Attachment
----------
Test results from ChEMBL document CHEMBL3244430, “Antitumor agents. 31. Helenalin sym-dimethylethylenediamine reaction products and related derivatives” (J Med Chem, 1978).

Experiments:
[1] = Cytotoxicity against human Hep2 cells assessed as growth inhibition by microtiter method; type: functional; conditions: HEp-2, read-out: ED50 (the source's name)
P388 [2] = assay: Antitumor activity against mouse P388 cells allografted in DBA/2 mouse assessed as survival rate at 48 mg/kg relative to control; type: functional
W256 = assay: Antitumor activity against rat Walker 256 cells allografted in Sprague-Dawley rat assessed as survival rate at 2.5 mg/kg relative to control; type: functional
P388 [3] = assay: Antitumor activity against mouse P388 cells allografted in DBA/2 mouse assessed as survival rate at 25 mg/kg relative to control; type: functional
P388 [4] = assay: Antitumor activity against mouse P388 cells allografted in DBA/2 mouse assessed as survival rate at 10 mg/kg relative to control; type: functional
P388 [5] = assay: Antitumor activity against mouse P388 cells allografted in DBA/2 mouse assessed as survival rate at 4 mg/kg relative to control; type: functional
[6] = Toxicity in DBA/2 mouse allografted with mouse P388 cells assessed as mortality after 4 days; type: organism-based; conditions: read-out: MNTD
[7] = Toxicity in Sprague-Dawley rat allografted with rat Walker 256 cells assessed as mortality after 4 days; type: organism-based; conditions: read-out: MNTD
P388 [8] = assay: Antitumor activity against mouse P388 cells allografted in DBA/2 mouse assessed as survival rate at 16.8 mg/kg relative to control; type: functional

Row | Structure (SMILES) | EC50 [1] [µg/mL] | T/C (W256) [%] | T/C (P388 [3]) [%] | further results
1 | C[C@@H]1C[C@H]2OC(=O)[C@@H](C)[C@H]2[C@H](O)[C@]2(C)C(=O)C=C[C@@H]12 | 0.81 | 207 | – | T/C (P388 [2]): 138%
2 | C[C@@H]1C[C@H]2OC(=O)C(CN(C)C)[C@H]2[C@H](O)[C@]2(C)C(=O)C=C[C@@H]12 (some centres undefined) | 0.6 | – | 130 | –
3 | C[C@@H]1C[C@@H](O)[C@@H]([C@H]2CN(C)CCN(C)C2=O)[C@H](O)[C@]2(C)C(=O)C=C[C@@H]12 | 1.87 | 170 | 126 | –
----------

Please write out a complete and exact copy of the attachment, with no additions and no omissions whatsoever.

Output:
Test results from ChEMBL document CHEMBL3244430, “Antitumor agents. 31. Helenalin sym-dimethylethylenediamine reaction products and related derivatives” (J Med Chem, 1978).

Experiments:
[1] = Cytotoxicity against human Hep2 cells assessed as growth inhibition by microtiter method; type: functional; conditions: HEp-2, read-out: ED50 (the source's name)
P388 [2] = assay: Antitumor activity against mouse P388 cells allografted in DBA/2 mouse assessed as survival rate at 48 mg/kg relative to control; type: functional
W256 = assay: Antitumor activity against rat Walker 256 cells allografted in Sprague-Dawley rat assessed as survival rate at 2.5 mg/kg relative to control; type: functional
P388 [3] = assay: Antitumor activity against mouse P388 cells allografted in DBA/2 mouse assessed as survival rate at 25 mg/kg relative to control; type: functional
P388 [4] = assay: Antitumor activity against mouse P388 cells allografted in DBA/2 mouse assessed as survival rate at 10 mg/kg relative to control; type: functional
P388 [5] = assay: Antitumor activity against mouse P388 cells allografted in DBA/2 mouse assessed as survival rate at 4 mg/kg relative to control; type: functional
[6] = Toxicity in DBA/2 mouse allografted with mouse P388 cells assessed as mortality after 4 days; type: organism-based; conditions: read-out: MNTD
[7] = Toxicity in Sprague-Dawley rat allografted with rat Walker 256 cells assessed as mortality after 4 days; type: organism-based; conditions: read-out: MNTD
P388 [8] = assay: Antitumor activity against mouse P388 cells allografted in DBA/2 mouse assessed as survival rate at 16.8 mg/kg relative to control; type: functional

Row | Structure (SMILES) | EC50 [1] [µg/mL] | T/C (W256) [%] | T/C (P388 [3]) [%] | further results
1 | C[C@@H]1C[C@H]2OC(=O)[C@@H](C)[C@H]2[C@H](O)[C@]2(C)C(=O)C=C[C@@H]12 | 0.81 | 207 | – | T/C (P388 [2]): 138%
2 | C[C@@H]1C[C@H]2OC(=O)C(CN(C)C)[C@H]2[C@H](O)[C@]2(C)C(=O)C=C[C@@H]12 (some centres undefined) | 0.6 | – | 130 | –
3 | C[C@@H]1C[C@@H](O)[C@@H]([C@H]2CN(C)CCN(C)C2=O)[C@H](O)[C@]2(C)C(=O)C=C[C@@H]12 | 1.87 | 170 | 126 | –